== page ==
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Jennifer McEntire

Jennifer McEntire, PhD, is Vice President of Food Safety at the United Fresh Produce Association. A food microbiologist by background, she has always worked in the Washington, DC area, bringing the scientific perspective to food safety regulatory issues. She was previously Vice President of Science Operations at the Grocery Manufacturers Association. She has also had roles as Chief Science Officer at The Acheson Group and Senior Staff Scientist at the Institute of Food Technologists. McEntire earned a PhD from Rutgers University as a USDA National Needs Fellow in Food Safety where she did her doctoral research on Listeria monocytogenes.

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Nora Mellouk

Nora Mellouk studied biochemistry, molecular biology and infectiology at the University of Paris 7. At that time, Nora did an Erasmus internship with Elzbieta Glaser at the Stockholm University where she investigated the import pathway of the amyloid-beta peptide into mitochondria. In 2009, Nora joined Jost Enninga’s group at the Institut Pasteur for her Master’s and PhD thesis developing high-content and high-throughput workflows to decipher the intracellular localization of invasive pathogens. Nora joined the laboratory of John Brumell at The Hospital for Sick Children in 2015, where she is currently a postdoctoral fellow exploring host-pathogen interactions, with a focus on studying host cell responses to bacterial pore-forming toxins.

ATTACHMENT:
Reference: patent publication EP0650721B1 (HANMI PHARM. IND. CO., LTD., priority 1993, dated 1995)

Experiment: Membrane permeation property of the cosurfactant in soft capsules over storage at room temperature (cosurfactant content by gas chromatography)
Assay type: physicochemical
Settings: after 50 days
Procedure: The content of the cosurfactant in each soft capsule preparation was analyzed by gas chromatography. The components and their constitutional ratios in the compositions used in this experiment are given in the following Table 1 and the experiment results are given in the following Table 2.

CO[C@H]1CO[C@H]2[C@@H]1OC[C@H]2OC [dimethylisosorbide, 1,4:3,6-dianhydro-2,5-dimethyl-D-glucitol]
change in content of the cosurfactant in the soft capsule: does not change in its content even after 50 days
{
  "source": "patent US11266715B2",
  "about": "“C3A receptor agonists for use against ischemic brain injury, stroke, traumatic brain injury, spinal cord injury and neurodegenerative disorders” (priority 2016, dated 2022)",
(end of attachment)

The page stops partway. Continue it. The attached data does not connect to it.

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Celine Nadon
Celine Nadon is the Chief of Enteric Disease Surveillance, Outbreak Detection and Response at Canada’s National Microbiology Laboratory. She has a PhD from Cornell University (New York) and completed post-doctoral studies at the USDA Food Safety and Inspection Service’s Office of Public Health Science (Washington, DC). She specializes in the practical application of science and technology to solve public health problems, is a champion for the development of globally accessible and standardized foodborne disease surveillance tools, and is passionate about communicating science. Dr. Nadon is also an Adjunct Professor in the Department of Medical Microbiology and Infectious Diseases at the University of Manitoba’s College of Medicine, Rady Faculty of Health Sciences
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Franco Pagotto